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Dr. KlahnPrincipal Software Engineer
what's your rule of thumb for just walking away from an older machine like this?

"Well, sir, this is not a standard situation like adding new memory or replacing a hard drive.  These issues we charge by the hour, and our current hourly rate is $100/hour.  ... How much time, sir?  I wouldn't dare guess, but the shop minimum is 2 hours.  ... Yes, that's a lot of money for a system that goes on fleabay for $150, no doubt about it.  But how about this:  I can pull the drive and put it on the diagnostics system and see what that says about it, that'll run $50 and give us some idea of whether the drive is the problem.  Then you can decide whether you want to put a new drive in it and send the old drive out for data recovery, if the drive is the problem, or just replace the system if the drive is not the problem."
If you have the time to "Do It Yourself", partly for your own education, and partly for fun, then it's not wasted time.  How much is your time worth to you.  The items I proposed, except for the reinstall, should only take a short time to try out.

Thank you for all the comments - serial - totally true, except that as much as I DO want to learn / experiment, I'm sloppy (so I've got 2 macbook pros with their bottom's open and look similar from that view), 4 sticks of ram (2 that are 2GB from my machine and 2 that are 1 GB from his machine), 2 hard drives (mine made in 2012 and his in 2009). Yeah, I should number the RAM, put stickers on things.  I do that, but still....

So I did get more methodical in my testing.

1 of the 2 1GB ram from his machine appears to be bad on both machines (1 beep at startup).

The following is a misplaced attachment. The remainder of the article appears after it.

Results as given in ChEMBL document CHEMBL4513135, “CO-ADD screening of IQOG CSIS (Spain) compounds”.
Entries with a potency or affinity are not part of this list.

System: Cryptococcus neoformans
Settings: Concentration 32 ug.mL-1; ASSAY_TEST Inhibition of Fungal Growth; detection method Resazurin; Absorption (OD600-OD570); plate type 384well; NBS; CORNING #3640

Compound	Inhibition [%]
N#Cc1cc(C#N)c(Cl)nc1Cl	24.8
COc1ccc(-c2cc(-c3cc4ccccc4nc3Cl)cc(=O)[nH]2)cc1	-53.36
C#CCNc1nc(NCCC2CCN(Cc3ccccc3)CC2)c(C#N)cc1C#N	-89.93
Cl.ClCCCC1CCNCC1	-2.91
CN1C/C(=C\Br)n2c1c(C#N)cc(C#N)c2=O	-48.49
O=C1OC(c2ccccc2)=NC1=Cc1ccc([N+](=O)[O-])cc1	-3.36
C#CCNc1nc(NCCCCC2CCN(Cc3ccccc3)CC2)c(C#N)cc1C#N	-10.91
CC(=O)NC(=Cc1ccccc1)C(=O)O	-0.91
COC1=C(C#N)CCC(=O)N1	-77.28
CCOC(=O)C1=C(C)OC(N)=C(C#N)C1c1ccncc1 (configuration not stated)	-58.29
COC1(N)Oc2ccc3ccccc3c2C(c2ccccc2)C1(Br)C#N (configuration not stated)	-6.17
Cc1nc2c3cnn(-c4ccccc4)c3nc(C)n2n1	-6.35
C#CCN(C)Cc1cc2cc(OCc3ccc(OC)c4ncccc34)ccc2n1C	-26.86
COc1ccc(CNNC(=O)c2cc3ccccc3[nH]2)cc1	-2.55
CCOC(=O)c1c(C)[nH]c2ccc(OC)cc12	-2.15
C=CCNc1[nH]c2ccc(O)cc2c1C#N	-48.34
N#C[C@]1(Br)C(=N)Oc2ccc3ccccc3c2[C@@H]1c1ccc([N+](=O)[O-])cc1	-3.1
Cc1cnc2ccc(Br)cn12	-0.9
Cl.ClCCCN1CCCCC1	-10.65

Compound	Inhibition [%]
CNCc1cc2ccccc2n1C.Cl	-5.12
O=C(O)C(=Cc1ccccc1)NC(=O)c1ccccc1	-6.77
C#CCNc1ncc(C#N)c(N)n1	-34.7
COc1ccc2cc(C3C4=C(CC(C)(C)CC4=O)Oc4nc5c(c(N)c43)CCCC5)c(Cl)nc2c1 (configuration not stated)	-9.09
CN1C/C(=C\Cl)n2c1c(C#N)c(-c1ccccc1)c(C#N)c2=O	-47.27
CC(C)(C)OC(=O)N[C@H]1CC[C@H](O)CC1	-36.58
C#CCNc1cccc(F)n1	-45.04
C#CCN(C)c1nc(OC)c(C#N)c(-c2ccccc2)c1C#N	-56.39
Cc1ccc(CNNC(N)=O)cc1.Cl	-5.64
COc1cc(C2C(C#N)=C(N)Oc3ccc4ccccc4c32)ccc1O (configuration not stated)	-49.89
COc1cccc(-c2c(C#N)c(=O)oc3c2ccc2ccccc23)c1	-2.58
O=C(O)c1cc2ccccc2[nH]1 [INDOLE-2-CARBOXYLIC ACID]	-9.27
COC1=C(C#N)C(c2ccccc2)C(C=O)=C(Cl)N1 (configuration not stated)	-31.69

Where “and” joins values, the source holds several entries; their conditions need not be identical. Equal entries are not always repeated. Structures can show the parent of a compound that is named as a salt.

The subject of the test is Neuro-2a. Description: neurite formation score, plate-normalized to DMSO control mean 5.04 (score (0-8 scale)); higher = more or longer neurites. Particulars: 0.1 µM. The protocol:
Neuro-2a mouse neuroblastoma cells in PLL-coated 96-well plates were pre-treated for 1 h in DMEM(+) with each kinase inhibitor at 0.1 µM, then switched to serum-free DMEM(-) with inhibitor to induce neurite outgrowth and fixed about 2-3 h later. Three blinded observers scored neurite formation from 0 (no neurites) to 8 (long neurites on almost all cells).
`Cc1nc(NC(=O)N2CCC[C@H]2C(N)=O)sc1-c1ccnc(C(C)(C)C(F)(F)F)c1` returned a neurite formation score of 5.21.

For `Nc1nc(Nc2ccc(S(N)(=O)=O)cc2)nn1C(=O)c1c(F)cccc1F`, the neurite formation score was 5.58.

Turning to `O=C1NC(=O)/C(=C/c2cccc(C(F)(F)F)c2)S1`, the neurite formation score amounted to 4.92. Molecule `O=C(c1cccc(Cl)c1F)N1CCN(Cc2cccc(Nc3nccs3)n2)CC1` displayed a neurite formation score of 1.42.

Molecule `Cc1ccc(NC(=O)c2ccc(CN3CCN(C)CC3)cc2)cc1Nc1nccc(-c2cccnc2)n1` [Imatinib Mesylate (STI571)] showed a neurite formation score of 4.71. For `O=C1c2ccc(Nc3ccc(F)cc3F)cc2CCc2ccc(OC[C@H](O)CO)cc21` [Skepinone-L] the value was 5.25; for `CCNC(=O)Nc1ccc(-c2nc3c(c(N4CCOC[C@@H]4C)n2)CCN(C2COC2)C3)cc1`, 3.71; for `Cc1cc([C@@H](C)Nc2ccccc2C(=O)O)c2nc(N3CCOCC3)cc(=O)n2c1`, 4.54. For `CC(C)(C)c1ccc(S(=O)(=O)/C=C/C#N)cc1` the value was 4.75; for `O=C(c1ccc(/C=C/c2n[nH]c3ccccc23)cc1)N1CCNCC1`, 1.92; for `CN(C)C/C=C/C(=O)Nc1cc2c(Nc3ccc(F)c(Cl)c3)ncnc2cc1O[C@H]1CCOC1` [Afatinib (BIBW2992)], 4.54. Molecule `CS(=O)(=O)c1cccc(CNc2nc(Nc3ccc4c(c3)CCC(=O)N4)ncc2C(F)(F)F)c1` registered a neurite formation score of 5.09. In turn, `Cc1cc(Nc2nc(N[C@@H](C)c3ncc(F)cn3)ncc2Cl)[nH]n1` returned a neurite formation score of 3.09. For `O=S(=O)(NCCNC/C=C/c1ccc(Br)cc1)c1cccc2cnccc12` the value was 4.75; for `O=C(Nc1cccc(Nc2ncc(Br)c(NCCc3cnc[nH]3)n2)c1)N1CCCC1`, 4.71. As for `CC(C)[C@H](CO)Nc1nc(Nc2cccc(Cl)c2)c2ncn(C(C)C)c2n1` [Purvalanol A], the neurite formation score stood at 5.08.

I had connected his drive to my windows PC, bought paragon's HFS+ app to read it, ran crystal disk info that said that drive was OK, I could browse his drive in my windows PC.

I put that drive back in his machine. I put the other good 1GB ram back in and it boots.

But 1GB RAM is really low, right?  So it tried both, then 1 of the 2GB ram from the other macbook pro.  the 1 GB say 1Rx8, same as the 2GB sticks.  The speed and manufacturer is different between the 1 and 2 GB sticks.

This is the frustrating part - sometimes 1 or both 2 GB would boot (in either machine), other times I'd get the 1 (no ram) or sometimes 3 beeps (bad RAM) in either machine.  not consistent bad ram / bad slots on either machine.

On his machine, it would boot fine with 1 or 2GB sticks, it'd reboot and do the RP Option Command and then I'd get 3 beeps.

THat same ram in my machine would work ok with the RP option command sequence.

I didn't remove the battery - I don't have a 3 way phillips  screwdriver (is that what you call it?) and can't see where its connector is to just diconnect battery.

I have to try the other keystroke sequences once I hear back from you guys.

So in the end, I can boot his machine with his drive and 1 of the 1gb sticks.  but I when I do the RPOptionCommand strokes  - I get the 3 beeps.

David AndersTechnician
Commented:  has very detailed Mac howtos including the battery cable location.
It's called a tri-point driver and is included in the box with a Newertech batteries

COMMAND+OPTION+P+R  is ZAP PRam and will beep until you release the keys.

I have been curating Mac Troubleshooting links for three years at
On his machine, it would boot fine with 1 or 2GB sticks, it'd reboot and do the RP Option Command and then I'd get 3 beeps.
That tells me that there might be a broken solder connection or some copper trace has a fracture on the motherboard or maybe even the RAM.

On a system that old, you probably can't upgrade beyond Snow Leopard (10.6).  Snow leopard worked ok with 1 GB of RAM, but really needed 2 GB if you wanted to open several apps and tabs.

Tiger (10.4) officially ran with 256 MB RAM, but could unofficially run with 128 MB of RAM and did better with 512 MB RAM.

Leopard (10.5) officially ran with 512 MB RAM.